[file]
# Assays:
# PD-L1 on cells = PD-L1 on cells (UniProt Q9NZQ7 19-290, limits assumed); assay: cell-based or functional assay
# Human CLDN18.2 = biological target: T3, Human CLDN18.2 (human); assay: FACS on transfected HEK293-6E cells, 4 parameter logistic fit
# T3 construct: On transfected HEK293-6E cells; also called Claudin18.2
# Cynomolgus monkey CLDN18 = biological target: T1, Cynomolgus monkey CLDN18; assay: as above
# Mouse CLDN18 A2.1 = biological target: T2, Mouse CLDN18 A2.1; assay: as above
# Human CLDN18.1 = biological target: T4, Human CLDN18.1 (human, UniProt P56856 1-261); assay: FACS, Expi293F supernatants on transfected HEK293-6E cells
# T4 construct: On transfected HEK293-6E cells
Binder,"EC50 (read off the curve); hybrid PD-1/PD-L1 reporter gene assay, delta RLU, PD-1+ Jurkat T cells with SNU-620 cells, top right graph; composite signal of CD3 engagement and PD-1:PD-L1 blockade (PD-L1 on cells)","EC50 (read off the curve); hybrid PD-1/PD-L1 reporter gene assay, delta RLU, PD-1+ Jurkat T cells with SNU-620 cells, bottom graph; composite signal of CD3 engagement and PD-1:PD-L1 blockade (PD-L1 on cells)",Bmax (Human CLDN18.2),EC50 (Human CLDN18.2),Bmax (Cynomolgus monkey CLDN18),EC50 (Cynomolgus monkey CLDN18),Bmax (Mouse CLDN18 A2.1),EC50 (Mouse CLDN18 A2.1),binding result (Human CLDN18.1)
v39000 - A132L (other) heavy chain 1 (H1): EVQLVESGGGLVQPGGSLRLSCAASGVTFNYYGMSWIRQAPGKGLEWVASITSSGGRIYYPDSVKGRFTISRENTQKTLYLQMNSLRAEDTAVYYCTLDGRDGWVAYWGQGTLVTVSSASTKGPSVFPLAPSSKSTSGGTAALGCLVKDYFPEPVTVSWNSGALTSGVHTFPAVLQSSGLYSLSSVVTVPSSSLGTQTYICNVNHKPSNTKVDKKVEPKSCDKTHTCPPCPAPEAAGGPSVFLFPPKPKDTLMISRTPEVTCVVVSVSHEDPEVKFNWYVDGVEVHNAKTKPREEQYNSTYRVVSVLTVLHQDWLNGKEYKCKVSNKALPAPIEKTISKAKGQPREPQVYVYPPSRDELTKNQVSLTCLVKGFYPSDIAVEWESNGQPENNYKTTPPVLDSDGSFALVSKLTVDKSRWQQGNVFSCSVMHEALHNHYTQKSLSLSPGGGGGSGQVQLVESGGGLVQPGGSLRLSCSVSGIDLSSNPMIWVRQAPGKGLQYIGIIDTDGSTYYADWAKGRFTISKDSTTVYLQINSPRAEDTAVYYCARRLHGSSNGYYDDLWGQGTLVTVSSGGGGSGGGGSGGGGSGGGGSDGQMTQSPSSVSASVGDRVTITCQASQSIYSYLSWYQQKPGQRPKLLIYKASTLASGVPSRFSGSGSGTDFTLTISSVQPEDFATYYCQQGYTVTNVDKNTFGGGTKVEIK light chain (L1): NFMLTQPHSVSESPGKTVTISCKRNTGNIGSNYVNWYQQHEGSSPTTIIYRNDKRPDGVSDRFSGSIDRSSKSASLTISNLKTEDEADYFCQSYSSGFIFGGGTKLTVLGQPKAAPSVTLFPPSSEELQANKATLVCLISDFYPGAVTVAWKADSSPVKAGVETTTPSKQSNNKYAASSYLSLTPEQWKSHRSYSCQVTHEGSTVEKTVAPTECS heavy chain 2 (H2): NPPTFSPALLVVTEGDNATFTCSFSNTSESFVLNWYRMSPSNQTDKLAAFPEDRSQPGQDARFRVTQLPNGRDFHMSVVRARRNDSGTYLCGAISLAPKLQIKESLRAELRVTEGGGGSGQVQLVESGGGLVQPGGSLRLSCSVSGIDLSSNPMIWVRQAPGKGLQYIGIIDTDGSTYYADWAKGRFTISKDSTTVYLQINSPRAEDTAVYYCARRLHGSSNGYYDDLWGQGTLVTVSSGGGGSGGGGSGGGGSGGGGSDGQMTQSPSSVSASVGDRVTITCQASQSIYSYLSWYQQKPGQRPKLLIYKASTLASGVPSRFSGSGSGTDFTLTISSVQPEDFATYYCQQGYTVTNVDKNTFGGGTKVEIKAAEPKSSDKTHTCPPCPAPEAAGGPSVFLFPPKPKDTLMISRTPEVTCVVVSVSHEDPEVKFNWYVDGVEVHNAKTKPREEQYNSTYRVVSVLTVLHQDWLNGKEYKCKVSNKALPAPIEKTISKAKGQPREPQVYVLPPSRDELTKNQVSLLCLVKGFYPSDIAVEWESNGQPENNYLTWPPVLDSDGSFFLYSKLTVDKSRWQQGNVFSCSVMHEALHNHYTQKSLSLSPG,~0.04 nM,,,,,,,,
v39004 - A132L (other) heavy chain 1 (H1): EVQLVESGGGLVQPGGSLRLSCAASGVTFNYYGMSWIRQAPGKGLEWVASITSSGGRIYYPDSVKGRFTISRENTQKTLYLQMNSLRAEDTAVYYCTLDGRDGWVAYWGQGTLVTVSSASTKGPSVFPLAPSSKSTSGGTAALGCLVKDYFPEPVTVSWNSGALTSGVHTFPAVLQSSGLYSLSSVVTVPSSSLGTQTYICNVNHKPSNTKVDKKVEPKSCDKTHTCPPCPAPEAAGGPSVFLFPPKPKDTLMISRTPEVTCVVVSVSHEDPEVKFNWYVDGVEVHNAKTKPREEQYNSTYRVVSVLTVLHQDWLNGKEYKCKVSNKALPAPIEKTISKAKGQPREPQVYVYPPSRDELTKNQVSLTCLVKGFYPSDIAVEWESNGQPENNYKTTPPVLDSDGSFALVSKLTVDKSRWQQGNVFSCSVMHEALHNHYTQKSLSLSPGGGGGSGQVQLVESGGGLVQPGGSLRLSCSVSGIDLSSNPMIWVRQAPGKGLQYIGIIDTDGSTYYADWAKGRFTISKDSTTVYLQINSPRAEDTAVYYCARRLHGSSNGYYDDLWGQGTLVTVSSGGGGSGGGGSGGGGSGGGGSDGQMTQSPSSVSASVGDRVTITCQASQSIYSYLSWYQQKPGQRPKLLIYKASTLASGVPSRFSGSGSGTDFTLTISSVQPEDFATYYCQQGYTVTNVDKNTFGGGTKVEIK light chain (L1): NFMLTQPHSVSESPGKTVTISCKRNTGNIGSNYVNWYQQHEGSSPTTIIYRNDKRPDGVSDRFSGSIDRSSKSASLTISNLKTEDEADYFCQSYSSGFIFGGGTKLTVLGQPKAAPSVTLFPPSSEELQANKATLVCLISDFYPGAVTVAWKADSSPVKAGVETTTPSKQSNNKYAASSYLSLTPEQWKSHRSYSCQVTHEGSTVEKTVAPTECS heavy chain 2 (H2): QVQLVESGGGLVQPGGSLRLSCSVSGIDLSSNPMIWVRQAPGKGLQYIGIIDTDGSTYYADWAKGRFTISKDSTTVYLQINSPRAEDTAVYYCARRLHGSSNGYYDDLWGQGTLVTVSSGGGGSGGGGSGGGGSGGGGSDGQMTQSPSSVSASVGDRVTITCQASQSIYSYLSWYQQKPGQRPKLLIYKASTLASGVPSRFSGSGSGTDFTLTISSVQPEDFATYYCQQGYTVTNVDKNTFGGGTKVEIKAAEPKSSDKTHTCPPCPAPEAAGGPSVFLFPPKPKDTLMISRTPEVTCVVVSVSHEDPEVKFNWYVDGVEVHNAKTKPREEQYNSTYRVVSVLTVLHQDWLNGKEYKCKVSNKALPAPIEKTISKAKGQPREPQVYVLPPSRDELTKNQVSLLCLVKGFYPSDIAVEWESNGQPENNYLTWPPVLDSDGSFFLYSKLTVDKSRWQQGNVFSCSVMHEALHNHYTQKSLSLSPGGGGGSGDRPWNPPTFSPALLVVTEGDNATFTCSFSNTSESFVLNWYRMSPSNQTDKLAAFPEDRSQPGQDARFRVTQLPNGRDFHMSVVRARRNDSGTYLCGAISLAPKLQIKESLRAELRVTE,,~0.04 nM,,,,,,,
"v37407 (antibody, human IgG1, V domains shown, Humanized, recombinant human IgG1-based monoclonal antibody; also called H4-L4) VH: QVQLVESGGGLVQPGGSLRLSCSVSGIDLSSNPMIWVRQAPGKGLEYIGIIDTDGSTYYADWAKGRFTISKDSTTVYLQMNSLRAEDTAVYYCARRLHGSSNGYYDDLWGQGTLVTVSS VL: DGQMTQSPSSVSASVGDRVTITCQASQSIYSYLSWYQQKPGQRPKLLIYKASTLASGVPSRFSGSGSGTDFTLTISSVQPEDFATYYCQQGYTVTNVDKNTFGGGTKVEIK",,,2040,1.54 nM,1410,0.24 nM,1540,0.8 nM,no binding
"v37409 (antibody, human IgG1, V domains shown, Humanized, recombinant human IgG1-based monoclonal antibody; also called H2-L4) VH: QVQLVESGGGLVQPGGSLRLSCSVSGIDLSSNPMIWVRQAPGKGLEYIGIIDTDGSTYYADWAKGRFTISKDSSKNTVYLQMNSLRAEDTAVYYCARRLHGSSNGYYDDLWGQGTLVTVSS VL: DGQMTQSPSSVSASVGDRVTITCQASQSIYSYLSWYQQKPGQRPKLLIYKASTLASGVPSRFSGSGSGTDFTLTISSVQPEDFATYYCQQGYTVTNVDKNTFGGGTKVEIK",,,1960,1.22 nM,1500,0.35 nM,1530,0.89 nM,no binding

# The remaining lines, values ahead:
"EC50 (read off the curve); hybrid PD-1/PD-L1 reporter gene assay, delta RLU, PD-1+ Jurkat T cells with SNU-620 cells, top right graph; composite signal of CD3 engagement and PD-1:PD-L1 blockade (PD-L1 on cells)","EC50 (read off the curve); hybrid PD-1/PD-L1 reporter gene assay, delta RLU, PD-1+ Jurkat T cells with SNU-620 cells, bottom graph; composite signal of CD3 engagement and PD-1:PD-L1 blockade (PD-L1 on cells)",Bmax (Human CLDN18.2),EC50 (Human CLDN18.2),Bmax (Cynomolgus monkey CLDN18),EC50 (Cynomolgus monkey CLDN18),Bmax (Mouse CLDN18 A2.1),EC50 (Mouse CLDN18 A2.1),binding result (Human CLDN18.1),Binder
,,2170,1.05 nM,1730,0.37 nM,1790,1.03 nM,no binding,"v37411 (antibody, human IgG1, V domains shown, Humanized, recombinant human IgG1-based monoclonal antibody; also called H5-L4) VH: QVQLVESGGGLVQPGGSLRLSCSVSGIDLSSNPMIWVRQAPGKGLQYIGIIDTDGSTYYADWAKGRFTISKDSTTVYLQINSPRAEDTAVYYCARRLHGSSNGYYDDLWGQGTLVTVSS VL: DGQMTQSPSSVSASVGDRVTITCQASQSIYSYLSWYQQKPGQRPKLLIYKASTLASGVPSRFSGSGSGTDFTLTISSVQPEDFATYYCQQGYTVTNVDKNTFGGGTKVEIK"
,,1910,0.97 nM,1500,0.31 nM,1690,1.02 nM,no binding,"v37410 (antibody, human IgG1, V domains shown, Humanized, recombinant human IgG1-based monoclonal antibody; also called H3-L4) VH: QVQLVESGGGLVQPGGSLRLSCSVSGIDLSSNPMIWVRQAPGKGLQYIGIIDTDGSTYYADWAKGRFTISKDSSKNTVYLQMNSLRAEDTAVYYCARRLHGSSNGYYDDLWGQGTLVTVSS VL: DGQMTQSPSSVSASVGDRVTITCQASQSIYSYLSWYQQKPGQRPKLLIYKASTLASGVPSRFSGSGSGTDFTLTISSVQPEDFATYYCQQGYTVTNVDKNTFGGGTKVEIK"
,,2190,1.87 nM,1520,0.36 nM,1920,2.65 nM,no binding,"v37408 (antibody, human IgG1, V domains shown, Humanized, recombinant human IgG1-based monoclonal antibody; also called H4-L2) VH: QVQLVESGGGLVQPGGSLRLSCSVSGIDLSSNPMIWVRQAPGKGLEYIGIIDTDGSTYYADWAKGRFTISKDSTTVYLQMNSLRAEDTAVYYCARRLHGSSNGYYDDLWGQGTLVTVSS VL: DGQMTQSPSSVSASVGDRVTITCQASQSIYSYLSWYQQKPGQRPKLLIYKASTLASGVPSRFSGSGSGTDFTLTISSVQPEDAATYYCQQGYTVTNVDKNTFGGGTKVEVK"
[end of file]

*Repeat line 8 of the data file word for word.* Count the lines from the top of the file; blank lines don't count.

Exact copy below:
# T4 construct: On transfected HEK293-6E cells